Former college football player tells her sexual assault story

Katie+Hnida+relates+her+story+of+what+happened+in+the+shadow+of+her+success.+
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Former college football player tells her sexual assault story

Katie Hnida relates her story of what happened in the shadow of her success.

Katie Hnida relates her story of what happened in the shadow of her success.

Kristina Aiad-Toss

Katie Hnida relates her story of what happened in the shadow of her success.

Kristina Aiad-Toss

Kristina Aiad-Toss

Katie Hnida relates her story of what happened in the shadow of her success.

By Courtney Powell, News Writer

The first female to score points in an NCAA Division I-A football game shared the same fate as many other female college students: she was raped.

On Tuesday, April 21, Katie Hnida came to UA to tell her story; students gathered in the Union ballrooms to listen. Although her life has been filled with great success, she has also—like many others—faced hurdles along the way.

Hnida’s story started with football. When she was 14 years old, her dad said she could play—as a joke. But she thought: “hey, this is actually kind of fun.”

After high school, Hnida went to the University of Colorado Boulder as a walk-on placekicker.

While there, Hnida says she was verbally abused, tormented, and sexually assaulted by her teammates; the breaking point was when one of her trusted teammates raped her.

Hnida now advocates for victims of rape—men and women—by relating her story and how she handled it.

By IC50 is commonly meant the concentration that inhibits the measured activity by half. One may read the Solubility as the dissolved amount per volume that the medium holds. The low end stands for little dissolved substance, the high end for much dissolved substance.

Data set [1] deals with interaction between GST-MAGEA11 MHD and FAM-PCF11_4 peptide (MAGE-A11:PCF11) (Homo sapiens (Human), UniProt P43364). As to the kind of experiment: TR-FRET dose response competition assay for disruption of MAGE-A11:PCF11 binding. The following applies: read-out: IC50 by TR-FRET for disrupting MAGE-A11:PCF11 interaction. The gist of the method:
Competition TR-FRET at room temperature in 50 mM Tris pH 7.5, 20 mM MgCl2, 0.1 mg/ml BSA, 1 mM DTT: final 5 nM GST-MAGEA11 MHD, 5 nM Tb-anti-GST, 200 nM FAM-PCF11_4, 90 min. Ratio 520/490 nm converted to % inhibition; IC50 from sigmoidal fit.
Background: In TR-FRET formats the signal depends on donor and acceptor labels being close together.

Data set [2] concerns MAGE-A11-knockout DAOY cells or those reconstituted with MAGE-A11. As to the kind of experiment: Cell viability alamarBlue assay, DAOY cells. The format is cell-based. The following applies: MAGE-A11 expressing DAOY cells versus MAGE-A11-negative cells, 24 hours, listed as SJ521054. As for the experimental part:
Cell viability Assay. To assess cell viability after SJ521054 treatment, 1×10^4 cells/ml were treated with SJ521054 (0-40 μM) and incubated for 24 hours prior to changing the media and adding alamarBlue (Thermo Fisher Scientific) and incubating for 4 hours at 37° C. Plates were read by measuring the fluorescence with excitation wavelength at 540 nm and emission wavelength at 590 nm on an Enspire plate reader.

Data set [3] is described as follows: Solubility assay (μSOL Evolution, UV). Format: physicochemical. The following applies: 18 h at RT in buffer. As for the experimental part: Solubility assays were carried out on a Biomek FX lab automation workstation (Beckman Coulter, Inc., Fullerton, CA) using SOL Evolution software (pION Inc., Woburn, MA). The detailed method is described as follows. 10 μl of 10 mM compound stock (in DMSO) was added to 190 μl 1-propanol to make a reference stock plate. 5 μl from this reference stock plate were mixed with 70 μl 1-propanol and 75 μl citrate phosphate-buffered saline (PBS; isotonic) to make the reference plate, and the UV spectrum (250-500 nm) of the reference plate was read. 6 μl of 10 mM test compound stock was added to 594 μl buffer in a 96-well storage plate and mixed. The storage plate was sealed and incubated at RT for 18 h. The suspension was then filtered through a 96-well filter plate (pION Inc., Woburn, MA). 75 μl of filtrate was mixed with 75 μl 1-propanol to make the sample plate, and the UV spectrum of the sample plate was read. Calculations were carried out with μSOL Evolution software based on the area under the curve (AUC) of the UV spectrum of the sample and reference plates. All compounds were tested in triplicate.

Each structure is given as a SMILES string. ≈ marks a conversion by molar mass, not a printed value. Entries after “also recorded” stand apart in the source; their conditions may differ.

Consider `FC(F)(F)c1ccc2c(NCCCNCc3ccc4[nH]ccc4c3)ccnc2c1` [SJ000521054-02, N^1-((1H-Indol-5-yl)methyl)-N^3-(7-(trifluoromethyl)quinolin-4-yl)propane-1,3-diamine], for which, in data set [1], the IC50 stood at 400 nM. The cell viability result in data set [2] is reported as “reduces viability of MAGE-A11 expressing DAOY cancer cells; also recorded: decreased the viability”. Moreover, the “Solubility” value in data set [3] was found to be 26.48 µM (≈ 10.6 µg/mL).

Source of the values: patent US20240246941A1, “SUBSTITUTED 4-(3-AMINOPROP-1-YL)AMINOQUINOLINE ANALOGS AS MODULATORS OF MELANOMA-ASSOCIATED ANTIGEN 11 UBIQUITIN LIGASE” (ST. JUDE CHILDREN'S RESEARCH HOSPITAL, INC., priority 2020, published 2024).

Hnida said the aftermath of sexual assault includes anxiety, depression, isolation, sleep problems, hyper arousal, flashbacks, drug and alcohol abuse, and dissociation.

“I started internally feeling like it was my fault,” Hnida said. “At the time, it felt like a reflection on me.”

After her rape, Hnida said she did not leave her apartment for days. Eventually, she left the University of Colorado Boulder because of it, saying to herself: “I do not want to live like this anymore.”

Hnida transferred to the University of New Mexico, making the New Mexico Lobos football team as a walk-on placekicker. There, she said she began to heal, thrive, and coexist with a new team; her teammates treated her like “one of the guys,” and looked out for her at all times.

Hnida did not tell anyone about her rape for a long time, which is common among victims of sexual assault and rape.

“If someone comes to you and tells you that they were raped, it is essential that you let them know: ‘Whatever you need, I am here,’” Hnida said.

Hnida said her biggest support came from her brother and teammates at the University of New Mexico, who made her always feel safe.

UA has many resources available to victims of sexual assault and rape, including the Sexual Assault Response Team and Rape Crisis Center’s services. More information can be found on http://www.uakron.edu/safety/annual-safety-report/protocols.dot. The Rape Crisis Hotline is 330-434-7273.


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